The digital age has made it possible to vicariously experience life online and almost in real time. From crowning to cringe-inducing moments to crime, hundreds of thousands of El Pasoans keep up with local goings on through social media. Like the proverbial tree falling in the forest:
If something happened in El Paso that wasn’t posted on FitFam, did it really happen?
FitFam is a social media account with more than 300k followers that operates as El Paso’s unofficial (and anonymous) Instagram ombudsman. The account has evolved as a page for the local fitness community to a hybrid curated news and culture platform similar to Deux Moi.
Today, FitFam is the most popular Instagram account in El Paso and has a follower count of more than half the city’s population. The anonymous creators behind the account continue to work day jobs while remaining dedicated to posting content, often breaking major news and working with local broadcast journalists, law enforcement, and city officials to keep the community informed in real time.
The City Magazine reached out to FitFam for an on-the-record conversation about the phenomenon of the account and what it’s been like to watch it grow.
The City Magazine
FitFam has become a local cultural phenomenon and trusted resource, where did the inspiration to do this come from?
My brother and I used to be really into fitness and bodybuilding. I started off probably eight years ago, just as a totally fitness page to post fitness tips, memes, things of that nature — but very light-hearted, very much more geared towards the gym audience. Then slowly, we started posting more happenings around the area, like events or funny videos that we thought were interesting. Followers would request that we post other things or suggest that we use our platform to put information out there since we had a growing audience.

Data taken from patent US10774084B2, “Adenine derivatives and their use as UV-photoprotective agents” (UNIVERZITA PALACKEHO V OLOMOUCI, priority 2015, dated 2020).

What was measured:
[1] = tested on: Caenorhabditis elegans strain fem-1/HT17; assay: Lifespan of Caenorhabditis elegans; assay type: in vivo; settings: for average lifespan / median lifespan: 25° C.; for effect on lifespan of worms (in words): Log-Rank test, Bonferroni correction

What do you consider FitFam’s “industry” to be?
I’ve never even thought about that. We’ve been labeled as some kind of information aggregator. That’s the best word I can think of, just an aggregator.
What have been some of the most memorable posts you’ve made?
When the Cielo Vista Walmart shooting happened on August 3, 2019, I was fortunate enough to hold a position at that time within the city government. Of course, during that day, there were a lot of rumors going around, a lot of official outlets putting things out. We were able to use our platform that day by posting officially verified information, dispel any rumors that were going on, and provide updated information. Typical news outlets are at the mercy of their editors and corporate, they were kind of delayed in information output. Luckily, we don’t have that kind of bureaucratic system that we have to adhere to.
You post so much, from the local high school student who earned the Amazon scholarship to hard news. How do you decide what to share?
I want to put news out there that really matters to the average El Pasoan. I ask myself questions like, “If I’m a regular person from the lower valley, am I going to find this funny? Is this relatable to me?” I pride myself on being from El Paso. Growing up from a pretty average background, I know that the average El Pasoan doesn’t want anything sugar coated. They don’t look for anything that doesn’t relate to their tax bracket.
Something I really admire is the way you’re able to really succinctly contextualize the news, and I think that’s one reason people are so receptive to it. What’s it like for you to go out and see people talking about the page and posting about it, then knowing you’re the mastermind behind it — you’re behind the curtain like the Wizard of Oz.
It’s cool, and not something that I realized. It’s so good to know that we have an effect, and a lot of it is positive, but it’s also kind of scary sometimes because we post something or something that people don’t agree with or, you know, some people might have friends whose mug shots were up there and that effectively makes us a target.
I can’t hide behind a new station — it’s just me. So it is kind of scary. So there’s good and bad. I like the fact that people look to the page as something relatable and reliable.
How do you protect your anonymity?
I’ve never put my personal views into it, or talked about myself, or my experiences. I’m careful not to give away too much, especially as of late because the last two years have been very divisive.
You’re in the unique position of knowing El Paso better than almost anyone else at this point because of technology and social media. What do you think are some of the best and most special qualities about El Pasoans, and El Paso as a community?
One thing I can appreciate about people from the Borderland — especially if you’ve grown up here — is that they know life isn’t always pretty. There’s some very dark sides to life that a lot of people growing up here have experienced. In El Paso, we don’t really believe in sugar coating or beating around the bush. People here are very direct and truthful. You’ll always get a straight answer.